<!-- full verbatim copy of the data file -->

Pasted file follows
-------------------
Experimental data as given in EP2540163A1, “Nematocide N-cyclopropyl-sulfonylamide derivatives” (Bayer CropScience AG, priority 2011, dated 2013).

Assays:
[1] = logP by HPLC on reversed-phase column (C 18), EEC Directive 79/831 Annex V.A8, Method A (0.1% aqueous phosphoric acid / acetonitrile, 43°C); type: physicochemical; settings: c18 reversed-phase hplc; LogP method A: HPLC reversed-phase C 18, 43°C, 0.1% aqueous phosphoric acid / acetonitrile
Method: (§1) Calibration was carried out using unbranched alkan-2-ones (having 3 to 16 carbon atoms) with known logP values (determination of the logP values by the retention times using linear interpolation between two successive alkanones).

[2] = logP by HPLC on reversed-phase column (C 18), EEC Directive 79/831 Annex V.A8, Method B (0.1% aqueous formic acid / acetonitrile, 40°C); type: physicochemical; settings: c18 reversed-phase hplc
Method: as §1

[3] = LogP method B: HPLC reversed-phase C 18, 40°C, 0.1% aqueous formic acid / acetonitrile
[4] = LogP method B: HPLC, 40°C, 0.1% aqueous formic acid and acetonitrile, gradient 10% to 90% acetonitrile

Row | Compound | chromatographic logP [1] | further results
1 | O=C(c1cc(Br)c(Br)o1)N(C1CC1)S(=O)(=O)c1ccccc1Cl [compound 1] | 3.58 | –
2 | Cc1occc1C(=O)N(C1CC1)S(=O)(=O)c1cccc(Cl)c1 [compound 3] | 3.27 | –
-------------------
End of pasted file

Experimental data as given in EP2540163A1, “Nematocide N-cyclopropyl-sulfonylamide derivatives” (Bayer CropScience AG, priority 2011, dated 2013).

Assays:
[1] = logP by HPLC on reversed-phase column (C 18), EEC Directive 79/831 Annex V.A8, Method A (0.1% aqueous phosphoric acid / acetonitrile, 43°C); type: physicochemical; settings: c18 reversed-phase hplc; LogP method A: HPLC reversed-phase C 18, 43°C, 0.1% aqueous phosphoric acid / acetonitrile
Method: (§1) Calibration was carried out using unbranched alkan-2-ones (having 3 to 16 carbon atoms) with known logP values (determination of the logP values by the retention times using linear interpolation between two successive alkanones).

[2] = logP by HPLC on reversed-phase column (C 18), EEC Directive 79/831 Annex V.A8, Method B (0.1% aqueous formic acid / acetonitrile, 40°C); type: physicochemical; settings: c18 reversed-phase hplc
Method: as §1

[3] = LogP method B: HPLC reversed-phase C 18, 40°C, 0.1% aqueous formic acid / acetonitrile
[4] = LogP method B: HPLC, 40°C, 0.1% aqueous formic acid and acetonitrile, gradient 10% to 90% acetonitrile

Row | Compound | chromatographic logP [1] | further results
1 | O=C(c1cc(Br)c(Br)o1)N(C1CC1)S(=O)(=O)c1ccccc1Cl [compound 1] | 3.58 | –
2 | Cc1occc1C(=O)N(C1CC1)S(=O)(=O)c1cccc(Cl)c1 [compound 3] | 3.27 | –